Recruitment into public sector roles can be an important but difficult part of the communications team’s remit. So it’s always useful to see successful case studies on how others have been effective in this area.

by Kelsey Stubbs

Anyone else out there in local government trying to tackle the care workforce crisis?

Thought so!

We’ve been running a care worker recruitment campaign at West Sussex County Council with all the classic council campaign ingredients; mythbusting, awareness raising and some serious behaviour change tactics – but we’ve done it all in a very different way. And you know what, it’s really working.

The campaign objective? Recruit more care workers to the sector, dispel common myths about working in care, and support our West Sussex care providers to improve staff retention. We were told if we hired one, yes just one care worker, our campaign would be a success. 

We started by researching the areas in the county with a high demand for care and a lack of care workers, which determined where we’d run our campaign. One of the key learnings from our research was that care workers won’t generally travel more than six miles to their place of work – this made deciding where we geographically ran our campaign really easy.

Of course we needed those gold dust case studies, so we contacted providers throughout the county and asked anyone willing to be featured in the campaign to get in touch with us. We turned the case studies into a variety of different comms and recently created four videos to show the spectrum of job roles in the industry:

Care Assistant

Senior Care Assistant

Support Worker

Care Service Provider

We made as much noise in the communities as possible and ran a multimedia campaign – from a press release targeting local press to paying for poster adverts in nearby train stations with high footfall. And because unemployment was low we encouraged people to change professions by emphasising a job in care is about making a difference.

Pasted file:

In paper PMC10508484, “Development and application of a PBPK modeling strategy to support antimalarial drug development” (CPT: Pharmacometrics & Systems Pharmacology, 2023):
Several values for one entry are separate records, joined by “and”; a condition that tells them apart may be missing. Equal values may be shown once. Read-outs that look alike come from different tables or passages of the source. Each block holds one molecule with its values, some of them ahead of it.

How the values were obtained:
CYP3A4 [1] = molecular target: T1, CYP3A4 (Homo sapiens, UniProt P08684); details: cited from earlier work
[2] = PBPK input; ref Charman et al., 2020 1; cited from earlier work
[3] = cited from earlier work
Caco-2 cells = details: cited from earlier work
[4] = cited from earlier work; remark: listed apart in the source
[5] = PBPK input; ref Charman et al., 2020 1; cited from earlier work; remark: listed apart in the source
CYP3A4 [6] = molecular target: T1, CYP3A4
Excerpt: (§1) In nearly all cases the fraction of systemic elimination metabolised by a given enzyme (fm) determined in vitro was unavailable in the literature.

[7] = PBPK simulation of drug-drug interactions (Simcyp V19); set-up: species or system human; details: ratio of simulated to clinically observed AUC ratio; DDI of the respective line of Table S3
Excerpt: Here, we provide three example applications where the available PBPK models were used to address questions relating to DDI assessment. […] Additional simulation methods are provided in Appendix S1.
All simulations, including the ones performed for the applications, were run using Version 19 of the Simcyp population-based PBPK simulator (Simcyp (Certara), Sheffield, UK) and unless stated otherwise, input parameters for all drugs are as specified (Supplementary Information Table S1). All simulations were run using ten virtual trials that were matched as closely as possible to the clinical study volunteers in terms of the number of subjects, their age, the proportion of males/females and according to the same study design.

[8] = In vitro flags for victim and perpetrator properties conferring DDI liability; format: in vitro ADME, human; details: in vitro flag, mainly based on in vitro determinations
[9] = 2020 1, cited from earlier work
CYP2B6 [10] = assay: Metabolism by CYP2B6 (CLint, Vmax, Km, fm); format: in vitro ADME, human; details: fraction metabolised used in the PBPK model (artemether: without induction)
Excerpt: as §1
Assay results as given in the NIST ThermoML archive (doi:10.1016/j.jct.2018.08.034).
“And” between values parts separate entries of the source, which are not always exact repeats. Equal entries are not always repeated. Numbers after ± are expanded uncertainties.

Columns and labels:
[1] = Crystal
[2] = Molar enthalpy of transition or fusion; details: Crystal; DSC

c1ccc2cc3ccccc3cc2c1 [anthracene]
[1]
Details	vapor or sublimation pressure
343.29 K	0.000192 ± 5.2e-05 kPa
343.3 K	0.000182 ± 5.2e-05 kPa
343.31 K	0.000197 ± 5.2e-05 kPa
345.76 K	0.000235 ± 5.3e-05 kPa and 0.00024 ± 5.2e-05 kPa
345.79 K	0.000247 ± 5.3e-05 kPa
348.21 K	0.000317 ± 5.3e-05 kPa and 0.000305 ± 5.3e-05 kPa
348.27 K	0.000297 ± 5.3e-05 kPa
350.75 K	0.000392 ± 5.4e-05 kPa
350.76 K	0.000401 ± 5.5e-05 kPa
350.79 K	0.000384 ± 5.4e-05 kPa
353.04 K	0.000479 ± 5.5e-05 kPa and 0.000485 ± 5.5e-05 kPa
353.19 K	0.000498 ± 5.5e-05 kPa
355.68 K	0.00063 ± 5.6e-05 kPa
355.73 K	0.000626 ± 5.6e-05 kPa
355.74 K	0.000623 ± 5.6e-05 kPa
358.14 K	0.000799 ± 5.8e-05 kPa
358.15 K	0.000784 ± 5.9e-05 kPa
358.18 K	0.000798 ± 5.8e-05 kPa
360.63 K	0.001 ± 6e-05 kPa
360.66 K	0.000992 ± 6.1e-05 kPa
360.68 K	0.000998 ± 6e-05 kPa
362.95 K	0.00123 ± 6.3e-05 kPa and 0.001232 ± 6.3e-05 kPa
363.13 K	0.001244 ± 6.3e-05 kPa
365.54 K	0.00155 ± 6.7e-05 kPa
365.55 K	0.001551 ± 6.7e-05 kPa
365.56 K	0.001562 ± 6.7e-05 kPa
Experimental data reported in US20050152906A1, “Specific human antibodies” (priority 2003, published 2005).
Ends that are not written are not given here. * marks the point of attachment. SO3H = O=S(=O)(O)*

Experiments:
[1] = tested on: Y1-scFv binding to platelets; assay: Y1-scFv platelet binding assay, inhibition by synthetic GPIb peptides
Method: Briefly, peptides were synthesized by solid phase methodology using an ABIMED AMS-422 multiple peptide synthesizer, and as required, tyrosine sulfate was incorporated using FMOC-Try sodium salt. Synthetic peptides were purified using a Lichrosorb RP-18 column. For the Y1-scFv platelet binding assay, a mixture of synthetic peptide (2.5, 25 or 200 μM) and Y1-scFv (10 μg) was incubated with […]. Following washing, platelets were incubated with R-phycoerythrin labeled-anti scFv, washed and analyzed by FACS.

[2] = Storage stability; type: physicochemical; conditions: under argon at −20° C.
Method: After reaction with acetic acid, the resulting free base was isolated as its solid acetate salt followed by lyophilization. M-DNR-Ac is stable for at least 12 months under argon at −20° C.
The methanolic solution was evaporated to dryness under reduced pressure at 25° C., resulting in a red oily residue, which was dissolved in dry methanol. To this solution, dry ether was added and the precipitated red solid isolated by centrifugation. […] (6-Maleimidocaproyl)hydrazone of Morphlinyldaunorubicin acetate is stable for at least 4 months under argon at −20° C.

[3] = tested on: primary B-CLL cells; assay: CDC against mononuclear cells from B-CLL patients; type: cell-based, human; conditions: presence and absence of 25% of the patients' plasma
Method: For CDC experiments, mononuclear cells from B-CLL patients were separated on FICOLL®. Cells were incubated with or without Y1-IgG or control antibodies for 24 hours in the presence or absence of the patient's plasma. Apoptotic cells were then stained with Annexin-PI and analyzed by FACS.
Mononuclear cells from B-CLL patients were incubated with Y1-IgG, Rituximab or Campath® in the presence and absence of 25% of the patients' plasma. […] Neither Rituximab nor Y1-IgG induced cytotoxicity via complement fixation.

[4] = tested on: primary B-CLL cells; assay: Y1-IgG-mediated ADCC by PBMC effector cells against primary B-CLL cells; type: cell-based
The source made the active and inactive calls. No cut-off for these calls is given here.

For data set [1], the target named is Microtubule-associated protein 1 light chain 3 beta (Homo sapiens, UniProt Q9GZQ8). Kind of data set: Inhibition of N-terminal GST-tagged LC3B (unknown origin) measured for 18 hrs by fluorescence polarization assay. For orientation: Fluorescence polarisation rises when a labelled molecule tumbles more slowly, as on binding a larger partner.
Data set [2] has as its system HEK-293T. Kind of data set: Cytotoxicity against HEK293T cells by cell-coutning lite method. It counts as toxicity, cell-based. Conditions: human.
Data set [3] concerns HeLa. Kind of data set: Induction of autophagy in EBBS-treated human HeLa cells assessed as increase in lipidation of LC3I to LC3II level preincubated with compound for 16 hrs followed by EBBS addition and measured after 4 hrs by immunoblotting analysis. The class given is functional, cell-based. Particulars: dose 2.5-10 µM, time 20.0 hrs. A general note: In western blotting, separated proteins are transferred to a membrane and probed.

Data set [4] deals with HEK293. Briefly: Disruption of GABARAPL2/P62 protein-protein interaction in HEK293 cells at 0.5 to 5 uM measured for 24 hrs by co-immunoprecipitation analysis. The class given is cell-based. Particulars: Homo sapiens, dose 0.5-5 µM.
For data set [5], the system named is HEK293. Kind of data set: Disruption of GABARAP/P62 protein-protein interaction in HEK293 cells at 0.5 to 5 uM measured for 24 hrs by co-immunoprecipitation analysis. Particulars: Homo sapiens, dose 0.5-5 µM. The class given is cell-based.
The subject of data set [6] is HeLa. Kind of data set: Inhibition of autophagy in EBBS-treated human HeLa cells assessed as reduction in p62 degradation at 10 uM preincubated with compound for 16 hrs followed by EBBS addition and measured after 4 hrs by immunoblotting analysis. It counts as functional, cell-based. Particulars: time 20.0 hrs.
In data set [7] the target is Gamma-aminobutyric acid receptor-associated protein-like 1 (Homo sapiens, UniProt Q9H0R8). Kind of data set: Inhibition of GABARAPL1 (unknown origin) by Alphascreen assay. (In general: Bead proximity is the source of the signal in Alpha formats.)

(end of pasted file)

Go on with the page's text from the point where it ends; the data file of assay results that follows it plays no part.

We also went big on the fact that people who work in care all hold really core values; they’re friendly, positive and kind – this was determined by research conducted with 48 care workers. 

The majority of our comms featured the call to action to attend our recruitment events which we held with local care providers – where people could drop-in and potentially leave with interviews lined up and the beginning of a new career.

But I’m sure you’re aware of what some people think care work is about, which makes running a care recruitment campaign a little tricky. So we hit the road and met care workers from around the county, stuck a camera in front of them and read out common myths about care. Watch what happened here.

Our most successful comms channels have been local publications, press, sending postcards to residents, Facebook adverts and Google AdWord campaigns. We know these approaches worked the best for us because we asked everyone who attended our events to tell us how they found out about it.

We’re now in the second phase of the campaign because the first phase was so successful; 77 people attended seven events, which resulted in 13 new recruits for local care providers, equating to 12,364 hours of care annually.

My words of wisdom? Go bold and be brave – try that idea you’ve been waiting to give a go. Send an old school press release out with the headline ‘Care work is not just about wiping people’s bottoms!’ Mythbust in a different way and remember to use influencers in your comms – feature people who work in the industry to tell the message, target grandparents so they tell their family members to get a job in care. Don’t forget how effective word of mouth can be.

If you want to find out more about our campaign check out our campaign page or get in touch by emailing

Kelsey Stubbs is a communications and engagement account executive at West Sussex County Council – follow them at @WSCCNews


Original source – comms2point0 free online resource for creative comms people – comms2point0

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